Today will be a crying day. I can’t always tell when I wake up, but when I wake up and burst into tears and cry until snot runs down my face, that’s a sure sign. Last night I fell asleep acknowledging that there’s a part of me still waiting for her baby to come back, and this morning I dreamed that I followed you and your girlfriend around like K did when we were first together, trying to give you gifts and be affectionate while you mostly ignored me.
Waking up my first thought as the tears came was “But I don’t want to.” I’m still trying to work out what that means. Don’t want to be over you? Don’t want to walk away like I did at the end of my dream? None of this makes sense because what I want more than almost anything in the world is to not feel anything where you’re concerned. Anger protected me for a lot of last year but as it subsided—as my brain started forgetting to hate you—I began to remember who you used to be to me: not a villain but the man I loved.
You’ve done a lot of crappy things. First there is the original betrayal—it seems so wrong that I can sum it up in three words like that when a) it went on for so long and piled betrayal upon betrayal and b) it has left me more broken than anything that came before including rapes and beatings I wasn’t sure I’d survive. Telling me over and over again via email about your new love and your bullshit philosophical “types of love” and how I fit into this one box over here, but that one didn’t really count, and your wishes for multiple lovers in the future and your hope that she would accept that, as though that information could possibly help me heal. Then ignoring me on our anniversary after I told you how hard just the days leading up to it were and how I dreaded it. Then promising to leave me alone about the house for six months and then sic’ing your lawyers on me after only three. These are the bigger ones, but once in a while I realize that some part of me still feels that your worst crime was not loving me—not loving us—enough to stay and try to fix it. The absolute worst thing about this for me is that you don’t love me.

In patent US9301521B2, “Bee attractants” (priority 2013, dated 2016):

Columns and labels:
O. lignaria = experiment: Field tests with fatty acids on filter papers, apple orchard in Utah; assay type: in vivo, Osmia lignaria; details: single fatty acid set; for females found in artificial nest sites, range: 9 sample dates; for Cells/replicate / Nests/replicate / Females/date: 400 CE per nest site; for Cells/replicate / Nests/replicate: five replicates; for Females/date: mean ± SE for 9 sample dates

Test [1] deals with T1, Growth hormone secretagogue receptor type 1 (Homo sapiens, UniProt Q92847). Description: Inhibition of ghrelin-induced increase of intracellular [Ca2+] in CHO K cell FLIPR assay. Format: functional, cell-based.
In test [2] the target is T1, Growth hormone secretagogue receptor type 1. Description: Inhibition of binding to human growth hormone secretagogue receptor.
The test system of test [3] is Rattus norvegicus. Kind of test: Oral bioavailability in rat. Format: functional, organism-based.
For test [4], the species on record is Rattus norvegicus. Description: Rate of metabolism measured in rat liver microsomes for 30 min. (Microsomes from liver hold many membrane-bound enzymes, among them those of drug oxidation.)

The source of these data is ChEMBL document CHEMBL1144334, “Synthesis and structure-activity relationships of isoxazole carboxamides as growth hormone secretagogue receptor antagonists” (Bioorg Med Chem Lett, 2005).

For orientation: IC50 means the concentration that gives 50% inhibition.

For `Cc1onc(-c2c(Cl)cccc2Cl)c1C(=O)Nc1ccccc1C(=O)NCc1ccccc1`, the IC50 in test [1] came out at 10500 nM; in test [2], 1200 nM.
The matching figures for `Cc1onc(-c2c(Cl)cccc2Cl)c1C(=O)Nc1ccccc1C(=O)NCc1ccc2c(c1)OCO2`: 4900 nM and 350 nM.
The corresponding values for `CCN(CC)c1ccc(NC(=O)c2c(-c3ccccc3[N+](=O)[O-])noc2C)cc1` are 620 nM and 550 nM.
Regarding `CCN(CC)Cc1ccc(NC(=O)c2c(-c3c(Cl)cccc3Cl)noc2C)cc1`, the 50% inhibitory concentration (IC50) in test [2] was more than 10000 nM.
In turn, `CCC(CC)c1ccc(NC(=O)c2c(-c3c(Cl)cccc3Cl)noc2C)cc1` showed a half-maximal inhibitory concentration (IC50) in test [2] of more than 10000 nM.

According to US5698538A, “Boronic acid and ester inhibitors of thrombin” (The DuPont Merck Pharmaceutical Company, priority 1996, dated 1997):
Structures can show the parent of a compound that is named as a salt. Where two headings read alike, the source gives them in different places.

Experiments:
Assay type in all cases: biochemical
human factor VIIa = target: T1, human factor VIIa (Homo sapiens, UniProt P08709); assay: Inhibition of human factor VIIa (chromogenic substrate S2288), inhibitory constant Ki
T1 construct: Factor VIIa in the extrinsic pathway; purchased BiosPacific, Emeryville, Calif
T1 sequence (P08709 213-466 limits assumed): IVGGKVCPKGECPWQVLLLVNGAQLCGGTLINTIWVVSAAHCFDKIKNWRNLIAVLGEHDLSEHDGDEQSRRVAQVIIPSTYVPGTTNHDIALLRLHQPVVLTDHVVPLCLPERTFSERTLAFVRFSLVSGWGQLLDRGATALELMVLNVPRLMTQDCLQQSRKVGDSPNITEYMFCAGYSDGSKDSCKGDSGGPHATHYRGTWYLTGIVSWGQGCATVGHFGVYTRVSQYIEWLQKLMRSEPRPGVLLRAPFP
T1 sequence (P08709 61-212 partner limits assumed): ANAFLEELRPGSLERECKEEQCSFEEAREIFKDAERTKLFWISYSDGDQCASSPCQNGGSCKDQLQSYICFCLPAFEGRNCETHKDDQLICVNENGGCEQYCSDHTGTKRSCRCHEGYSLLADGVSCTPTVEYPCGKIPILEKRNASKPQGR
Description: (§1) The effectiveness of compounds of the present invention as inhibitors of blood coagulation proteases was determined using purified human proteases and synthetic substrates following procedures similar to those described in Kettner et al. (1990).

For the past 14 months I have been in a state of illness. For several weeks I could barely get off the couch. It was four months before I felt ready to move back to our bedroom and since I did, I’ve barely left it. I am unable to earn a living because depression keeps me from working more than a few hours a day for a few weeks at a time (which means I can get through a book editing project, but a full-time job feels out of the question). I am fighting a constant, uphill battle just to get back to the level of depression I occupied when you were still here. For the past six months I have been largely unable to blog. It’s like I’ve run out of things to say and confidence in my ability to say them.
J told me that you said your actions were hurtful. They weren’t just hurtful—they were harmful. Nothing in my life has ever left me this broken. She said you mourn the loss of your friend. My first thought, and what I said to her, was this:
“He killed his friend. And he killed mine. I will never, ever be the same person I was when I met him. I will never start a relationship with that trust. 8 years ago today I met the man who would murder the person I was that day.”